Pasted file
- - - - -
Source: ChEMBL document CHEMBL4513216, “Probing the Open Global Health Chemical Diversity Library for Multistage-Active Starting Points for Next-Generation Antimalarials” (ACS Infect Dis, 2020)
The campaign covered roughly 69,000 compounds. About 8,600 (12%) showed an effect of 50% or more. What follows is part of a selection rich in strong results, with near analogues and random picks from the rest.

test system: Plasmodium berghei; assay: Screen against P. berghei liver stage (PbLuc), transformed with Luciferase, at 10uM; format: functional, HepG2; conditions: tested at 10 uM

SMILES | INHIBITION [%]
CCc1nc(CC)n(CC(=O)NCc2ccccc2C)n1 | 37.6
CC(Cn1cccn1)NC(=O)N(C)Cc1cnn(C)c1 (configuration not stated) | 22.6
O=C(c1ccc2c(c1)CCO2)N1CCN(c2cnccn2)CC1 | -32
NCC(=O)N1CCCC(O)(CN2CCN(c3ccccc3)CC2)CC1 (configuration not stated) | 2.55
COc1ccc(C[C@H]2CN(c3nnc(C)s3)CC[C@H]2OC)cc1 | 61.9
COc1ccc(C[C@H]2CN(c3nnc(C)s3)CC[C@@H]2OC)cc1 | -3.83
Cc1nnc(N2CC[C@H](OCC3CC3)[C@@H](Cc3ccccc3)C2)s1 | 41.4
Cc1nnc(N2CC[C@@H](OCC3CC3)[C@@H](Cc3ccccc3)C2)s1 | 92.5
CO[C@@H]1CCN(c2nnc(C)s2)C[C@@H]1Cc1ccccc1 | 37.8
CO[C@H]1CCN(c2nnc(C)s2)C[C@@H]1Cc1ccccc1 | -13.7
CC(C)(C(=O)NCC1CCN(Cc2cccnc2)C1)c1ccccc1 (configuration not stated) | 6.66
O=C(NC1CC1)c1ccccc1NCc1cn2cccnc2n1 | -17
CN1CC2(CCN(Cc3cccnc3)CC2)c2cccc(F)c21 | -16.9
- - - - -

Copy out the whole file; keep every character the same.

Source: ChEMBL document CHEMBL4513216, “Probing the Open Global Health Chemical Diversity Library for Multistage-Active Starting Points for Next-Generation Antimalarials” (ACS Infect Dis, 2020)
The campaign covered roughly 69,000 compounds. About 8,600 (12%) showed an effect of 50% or more. What follows is part of a selection rich in strong results, with near analogues and random picks from the rest.

test system: Plasmodium berghei; assay: Screen against P. berghei liver stage (PbLuc), transformed with Luciferase, at 10uM; format: functional, HepG2; conditions: tested at 10 uM

SMILES | INHIBITION [%]
CCc1nc(CC)n(CC(=O)NCc2ccccc2C)n1 | 37.6
CC(Cn1cccn1)NC(=O)N(C)Cc1cnn(C)c1 (configuration not stated) | 22.6
O=C(c1ccc2c(c1)CCO2)N1CCN(c2cnccn2)CC1 | -32
NCC(=O)N1CCCC(O)(CN2CCN(c3ccccc3)CC2)CC1 (configuration not stated) | 2.55
COc1ccc(C[C@H]2CN(c3nnc(C)s3)CC[C@H]2OC)cc1 | 61.9
COc1ccc(C[C@H]2CN(c3nnc(C)s3)CC[C@@H]2OC)cc1 | -3.83
Cc1nnc(N2CC[C@H](OCC3CC3)[C@@H](Cc3ccccc3)C2)s1 | 41.4
Cc1nnc(N2CC[C@@H](OCC3CC3)[C@@H](Cc3ccccc3)C2)s1 | 92.5
CO[C@@H]1CCN(c2nnc(C)s2)C[C@@H]1Cc1ccccc1 | 37.8
CO[C@H]1CCN(c2nnc(C)s2)C[C@@H]1Cc1ccccc1 | -13.7
CC(C)(C(=O)NCC1CCN(Cc2cccnc2)C1)c1ccccc1 (configuration not stated) | 6.66
O=C(NC1CC1)c1ccccc1NCc1cn2cccnc2n1 | -17
CN1CC2(CCN(Cc3cccnc3)CC2)c2cccc(F)c21 | -16.9